Here in the Midwest, we typically use optics to see between 50 and 300 yards away. Glassing in Michigan involves using binoculars to peer through thick timber or to see what’s on the far side of a farm field. At these limited distances, offhand viewing is often all that is needed to zoom in on our target. When you start talking about using binoculars and spotting scopes to see further than a quarter-mile away, stability quickly becomes the limiting factor in glassing. It is imperative then, that you employ the use of a quality tripod to stabilize your optics.
Three basic elements make up most tripod systems:
- The Tripod – The legs and center post. Typically collapses and expands to a variety of heights.
- The Fluid Head – The fluid head is the device that screws into the center post of the tripod. It comes in direct contact with your optic via the quick release system and features several gears or bearings which allow panning and tilting.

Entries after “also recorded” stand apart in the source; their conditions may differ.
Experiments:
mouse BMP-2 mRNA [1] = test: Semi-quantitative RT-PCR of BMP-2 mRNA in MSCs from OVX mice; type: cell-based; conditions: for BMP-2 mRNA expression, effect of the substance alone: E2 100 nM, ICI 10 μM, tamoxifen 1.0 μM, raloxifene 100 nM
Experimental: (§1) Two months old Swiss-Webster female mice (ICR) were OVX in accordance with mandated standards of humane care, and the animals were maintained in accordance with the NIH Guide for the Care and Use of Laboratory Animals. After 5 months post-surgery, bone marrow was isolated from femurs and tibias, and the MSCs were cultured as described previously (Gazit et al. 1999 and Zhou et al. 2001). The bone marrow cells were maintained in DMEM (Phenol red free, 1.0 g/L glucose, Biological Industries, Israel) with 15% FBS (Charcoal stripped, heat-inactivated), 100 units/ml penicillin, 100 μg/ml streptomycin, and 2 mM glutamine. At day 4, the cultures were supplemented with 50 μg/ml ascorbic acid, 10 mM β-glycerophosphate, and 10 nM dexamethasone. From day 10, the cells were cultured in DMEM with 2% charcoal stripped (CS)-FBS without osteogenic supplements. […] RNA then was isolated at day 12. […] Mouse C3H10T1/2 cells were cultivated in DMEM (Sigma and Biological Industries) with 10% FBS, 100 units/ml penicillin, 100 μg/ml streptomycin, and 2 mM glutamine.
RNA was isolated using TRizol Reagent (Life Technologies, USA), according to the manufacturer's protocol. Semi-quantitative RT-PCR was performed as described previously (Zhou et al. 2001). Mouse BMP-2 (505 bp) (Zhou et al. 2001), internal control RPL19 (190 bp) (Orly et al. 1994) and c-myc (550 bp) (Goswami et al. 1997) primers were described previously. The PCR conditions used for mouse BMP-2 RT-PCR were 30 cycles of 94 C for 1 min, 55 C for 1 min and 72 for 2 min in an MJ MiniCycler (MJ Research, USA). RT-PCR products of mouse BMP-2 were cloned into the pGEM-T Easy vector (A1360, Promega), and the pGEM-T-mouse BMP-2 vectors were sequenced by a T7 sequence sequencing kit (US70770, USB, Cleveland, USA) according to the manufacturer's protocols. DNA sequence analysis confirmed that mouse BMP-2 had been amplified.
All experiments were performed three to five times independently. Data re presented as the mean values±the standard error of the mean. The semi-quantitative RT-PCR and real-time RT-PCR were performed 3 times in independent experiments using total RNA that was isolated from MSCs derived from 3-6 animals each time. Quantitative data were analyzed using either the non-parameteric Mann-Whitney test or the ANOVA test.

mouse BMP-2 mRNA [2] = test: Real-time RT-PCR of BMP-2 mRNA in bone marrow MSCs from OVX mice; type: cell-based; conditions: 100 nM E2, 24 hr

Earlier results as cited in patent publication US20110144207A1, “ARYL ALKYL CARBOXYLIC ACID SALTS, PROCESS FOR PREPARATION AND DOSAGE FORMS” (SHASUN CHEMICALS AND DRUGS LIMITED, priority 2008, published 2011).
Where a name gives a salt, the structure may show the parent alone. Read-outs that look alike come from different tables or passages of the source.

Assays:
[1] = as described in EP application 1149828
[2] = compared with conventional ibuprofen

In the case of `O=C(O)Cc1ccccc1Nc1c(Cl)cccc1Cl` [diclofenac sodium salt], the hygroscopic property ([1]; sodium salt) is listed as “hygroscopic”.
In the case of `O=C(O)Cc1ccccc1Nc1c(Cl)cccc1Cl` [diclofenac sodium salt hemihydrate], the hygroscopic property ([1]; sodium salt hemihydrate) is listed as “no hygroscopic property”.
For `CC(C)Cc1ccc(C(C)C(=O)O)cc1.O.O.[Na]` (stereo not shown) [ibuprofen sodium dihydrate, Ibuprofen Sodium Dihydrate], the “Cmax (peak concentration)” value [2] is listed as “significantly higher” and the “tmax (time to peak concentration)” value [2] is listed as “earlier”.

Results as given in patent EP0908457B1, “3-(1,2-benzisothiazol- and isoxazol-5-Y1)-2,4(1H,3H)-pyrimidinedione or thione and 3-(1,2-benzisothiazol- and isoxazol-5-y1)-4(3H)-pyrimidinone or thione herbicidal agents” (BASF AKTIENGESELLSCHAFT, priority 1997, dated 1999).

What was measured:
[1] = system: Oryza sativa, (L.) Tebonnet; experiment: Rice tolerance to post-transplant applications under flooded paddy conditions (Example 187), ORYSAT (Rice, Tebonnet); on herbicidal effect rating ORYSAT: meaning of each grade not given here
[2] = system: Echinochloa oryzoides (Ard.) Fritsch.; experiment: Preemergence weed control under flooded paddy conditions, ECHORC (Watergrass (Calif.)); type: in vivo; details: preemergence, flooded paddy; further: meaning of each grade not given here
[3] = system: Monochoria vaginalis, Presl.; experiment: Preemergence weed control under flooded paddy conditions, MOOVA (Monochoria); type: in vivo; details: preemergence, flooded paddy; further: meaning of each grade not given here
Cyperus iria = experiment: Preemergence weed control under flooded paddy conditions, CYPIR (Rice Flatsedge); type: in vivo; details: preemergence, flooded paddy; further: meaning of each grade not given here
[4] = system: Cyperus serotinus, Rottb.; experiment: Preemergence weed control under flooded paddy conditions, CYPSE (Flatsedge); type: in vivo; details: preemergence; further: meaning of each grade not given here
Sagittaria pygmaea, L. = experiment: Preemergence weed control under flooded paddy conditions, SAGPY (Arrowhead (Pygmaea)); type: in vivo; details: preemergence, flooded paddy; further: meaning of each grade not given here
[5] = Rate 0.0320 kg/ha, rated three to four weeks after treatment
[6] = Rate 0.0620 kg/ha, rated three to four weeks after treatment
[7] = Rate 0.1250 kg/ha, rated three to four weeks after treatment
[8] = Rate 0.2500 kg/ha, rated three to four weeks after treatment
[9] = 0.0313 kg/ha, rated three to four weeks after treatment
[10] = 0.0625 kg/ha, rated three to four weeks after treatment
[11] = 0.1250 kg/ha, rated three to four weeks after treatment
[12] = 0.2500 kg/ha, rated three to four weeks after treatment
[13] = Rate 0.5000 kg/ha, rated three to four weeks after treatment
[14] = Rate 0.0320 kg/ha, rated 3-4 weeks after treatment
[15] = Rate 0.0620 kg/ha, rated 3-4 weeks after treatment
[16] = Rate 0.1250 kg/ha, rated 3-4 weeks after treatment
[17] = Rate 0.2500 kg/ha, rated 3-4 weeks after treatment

- The Quick Release System – Usually a quick release plate, which screws into the bottom of your binoculars and spotting scope. Allows you to quickly swap out optics onto your fluid head.
There are many different options when it comes to tripods. You can pick up a cheap Chinese made tripod from amazon for $50, but don’t expect it to be stable, lightweight, and smooth. On the other hand, professional tripods from the film and photography worlds can be thousands of dollars. Hunting typically puts a specific set of requirements on a tripod. It must be lightweight, compact, rugged, and very stable. Finding all of these things in a tripod that won’t cost the same as a good used truck can be difficult. Manfrotto and Vortex both make decent tripod systems. If you want to go high dollar you can check out Swarovski. However, my personal recommendation is for the Outdoorsmans tripod system which I’ll discuss more here.